Reliability of Ancestry-specific Prostate Cancer Genetic Risk Score in Four Racial and Ethnic Populations

Eur Urol Open Sci. 2022 Sep 17:45:23-30. doi: 10.1016/j.euros.2022.09.001. eCollection 2022 Nov.

Abstract

Background: Reliability of prostate cancer (PCa) genetic risk score (GRS), that is, the concordance between its estimated risk and observed risk, is required for genetic testing at the individual level. Reliability data are lacking for non-European racial/ethnic populations, which hinders its clinical use and exacerbates racial disparity.

Objective: To calibrate PCa ancestry-specific GRS in four racial/ethnic populations.

Design setting and participants: PCa ancestry-specific GRSs, calculated from published risk-associated single-nucleotide polymorphisms in corresponding racial/ethnic populations, were evaluated in men who participated in 23andMe, Inc. genetic testing and consented for research, including 888 086 of European (EUR), 81 109 of Hispanic (HIS), 30 472 of African (AFR), and 13 985 of East Asian (EAS) ancestry, as classified by 23andMe's ancestry composition algorithm.

Outcome measurements and statistical analysis: The concordance between the observed and estimated PCa risks at ten ancestry-specific GRS deciles was measured primarily by using the calibration slope (β), where 1 represents a perfect calibration. Platt scaling was used to correct the systematic bias of GRS.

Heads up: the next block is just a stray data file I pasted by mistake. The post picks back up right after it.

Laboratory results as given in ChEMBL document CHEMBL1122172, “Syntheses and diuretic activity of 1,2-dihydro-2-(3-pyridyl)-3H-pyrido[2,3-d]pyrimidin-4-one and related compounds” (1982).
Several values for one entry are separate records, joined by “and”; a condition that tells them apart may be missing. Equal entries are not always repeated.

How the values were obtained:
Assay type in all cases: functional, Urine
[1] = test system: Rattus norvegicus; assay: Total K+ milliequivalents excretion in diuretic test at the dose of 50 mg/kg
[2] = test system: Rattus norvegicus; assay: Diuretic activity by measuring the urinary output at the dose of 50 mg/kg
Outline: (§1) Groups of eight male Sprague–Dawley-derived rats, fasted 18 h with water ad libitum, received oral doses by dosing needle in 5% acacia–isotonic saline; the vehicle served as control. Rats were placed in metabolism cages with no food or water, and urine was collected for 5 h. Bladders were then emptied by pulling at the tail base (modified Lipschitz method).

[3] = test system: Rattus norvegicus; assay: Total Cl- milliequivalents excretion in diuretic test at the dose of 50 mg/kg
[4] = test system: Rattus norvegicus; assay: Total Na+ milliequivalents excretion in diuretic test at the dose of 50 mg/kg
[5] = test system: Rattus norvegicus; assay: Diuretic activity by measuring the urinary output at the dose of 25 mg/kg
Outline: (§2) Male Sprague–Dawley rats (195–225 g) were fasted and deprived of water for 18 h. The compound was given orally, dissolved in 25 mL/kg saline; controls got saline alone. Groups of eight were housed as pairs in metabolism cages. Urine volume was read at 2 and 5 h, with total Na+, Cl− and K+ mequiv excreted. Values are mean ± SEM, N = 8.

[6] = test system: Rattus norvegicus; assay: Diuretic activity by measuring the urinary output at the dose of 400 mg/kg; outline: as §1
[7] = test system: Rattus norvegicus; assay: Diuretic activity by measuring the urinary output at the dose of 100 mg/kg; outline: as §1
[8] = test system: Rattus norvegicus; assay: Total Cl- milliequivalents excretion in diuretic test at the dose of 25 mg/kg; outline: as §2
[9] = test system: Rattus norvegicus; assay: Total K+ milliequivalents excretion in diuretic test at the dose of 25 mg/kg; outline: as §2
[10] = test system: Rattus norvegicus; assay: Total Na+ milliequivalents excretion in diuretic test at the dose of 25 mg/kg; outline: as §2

Results and limitations: A linear trend of an increased observed PCa prevalence in men with higher ancestry-specific GRS deciles was found in each racial population (all p -trend < 0.001). A calibration analysis revealed a systematic bias of GRS; β was considerably lower than 1 (0.73, 0.64, 0.66, and 0.75 in EUR, HIS, AFR, and EAS ancestries, respectively). This bias was reduced after the Platt scaling correction: β for scaled GRS in the testing dataset (40% of individuals) approximated 1 for all groups (0.95, 1.05, 1.02, and 1.01 in EUR, HIS, AFR, and EAS populations, respectively). The generalizability of the Platt correction needs to be validated in independent cohorts.

Conclusions: A systematic bias of ancestry-specific GRS in the direction of an overestimated risk for men in the highest decile was found in EUR and non-EUR populations. GRS is well calibrated after correction and is appropriate for genetic testing at the individual level for personalized PCa screening.

Patient summary: A corrected genetic risk score is more reliable (supported by the observed prostate cancer [PCa] risk) and appropriate for genetic testing for personalized PCa screening.

Keywords: Calibration; Ethnicity; Genetic risk score; Race.